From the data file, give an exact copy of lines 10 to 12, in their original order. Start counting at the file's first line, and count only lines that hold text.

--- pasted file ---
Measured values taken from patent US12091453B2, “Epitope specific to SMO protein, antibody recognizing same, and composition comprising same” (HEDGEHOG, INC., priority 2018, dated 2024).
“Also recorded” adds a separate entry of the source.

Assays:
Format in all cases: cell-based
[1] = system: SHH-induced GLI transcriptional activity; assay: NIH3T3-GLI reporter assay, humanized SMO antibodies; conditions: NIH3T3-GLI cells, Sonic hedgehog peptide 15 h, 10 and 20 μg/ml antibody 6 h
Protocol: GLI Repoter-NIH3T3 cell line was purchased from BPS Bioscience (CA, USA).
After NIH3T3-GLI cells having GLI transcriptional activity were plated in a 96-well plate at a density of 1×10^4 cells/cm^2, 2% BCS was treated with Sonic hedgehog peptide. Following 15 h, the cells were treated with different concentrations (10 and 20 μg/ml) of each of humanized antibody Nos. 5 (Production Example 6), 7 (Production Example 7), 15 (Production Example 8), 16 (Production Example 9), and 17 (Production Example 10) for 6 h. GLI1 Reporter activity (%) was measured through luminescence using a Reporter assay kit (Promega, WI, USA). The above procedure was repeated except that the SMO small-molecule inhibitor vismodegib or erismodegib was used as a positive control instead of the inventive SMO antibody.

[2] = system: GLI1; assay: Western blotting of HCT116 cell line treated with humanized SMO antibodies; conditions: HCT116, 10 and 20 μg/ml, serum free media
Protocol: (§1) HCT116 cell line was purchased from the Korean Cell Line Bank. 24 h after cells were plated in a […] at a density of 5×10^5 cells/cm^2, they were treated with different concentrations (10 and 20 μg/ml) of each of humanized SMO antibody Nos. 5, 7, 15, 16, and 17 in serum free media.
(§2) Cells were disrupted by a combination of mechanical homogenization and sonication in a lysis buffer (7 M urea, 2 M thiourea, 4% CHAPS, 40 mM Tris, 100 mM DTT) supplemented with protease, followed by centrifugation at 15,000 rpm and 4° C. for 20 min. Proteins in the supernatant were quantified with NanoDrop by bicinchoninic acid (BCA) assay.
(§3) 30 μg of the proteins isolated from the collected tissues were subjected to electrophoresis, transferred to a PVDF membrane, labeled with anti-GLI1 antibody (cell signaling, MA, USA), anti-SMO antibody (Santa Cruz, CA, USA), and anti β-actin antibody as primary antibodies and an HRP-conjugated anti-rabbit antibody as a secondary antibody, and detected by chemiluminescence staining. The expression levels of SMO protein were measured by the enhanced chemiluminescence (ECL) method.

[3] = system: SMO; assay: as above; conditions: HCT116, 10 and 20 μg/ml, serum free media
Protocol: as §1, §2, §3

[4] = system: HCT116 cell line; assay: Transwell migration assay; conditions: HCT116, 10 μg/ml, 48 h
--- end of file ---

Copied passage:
(§2) Cells were disrupted by a combination of mechanical homogenization and sonication in a lysis buffer (7 M urea, 2 M thiourea, 4% CHAPS, 40 mM Tris, 100 mM DTT) supplemented with protease, followed by centrifugation at 15,000 rpm and 4° C. for 20 min. Proteins in the supernatant were quantified with NanoDrop by bicinchoninic acid (BCA) assay.
(§3) 30 μg of the proteins isolated from the collected tissues were subjected to electrophoresis, transferred to a PVDF membrane, labeled with anti-GLI1 antibody (cell signaling, MA, USA), anti-SMO antibody (Santa Cruz, CA, USA), and anti β-actin antibody as primary antibodies and an HRP-conjugated anti-rabbit antibody as a secondary antibody, and detected by chemiluminescence staining. The expression levels of SMO protein were measured by the enhanced chemiluminescence (ECL) method.

[3] = system: SMO; assay: as above; conditions: HCT116, 10 and 20 μg/ml, serum free media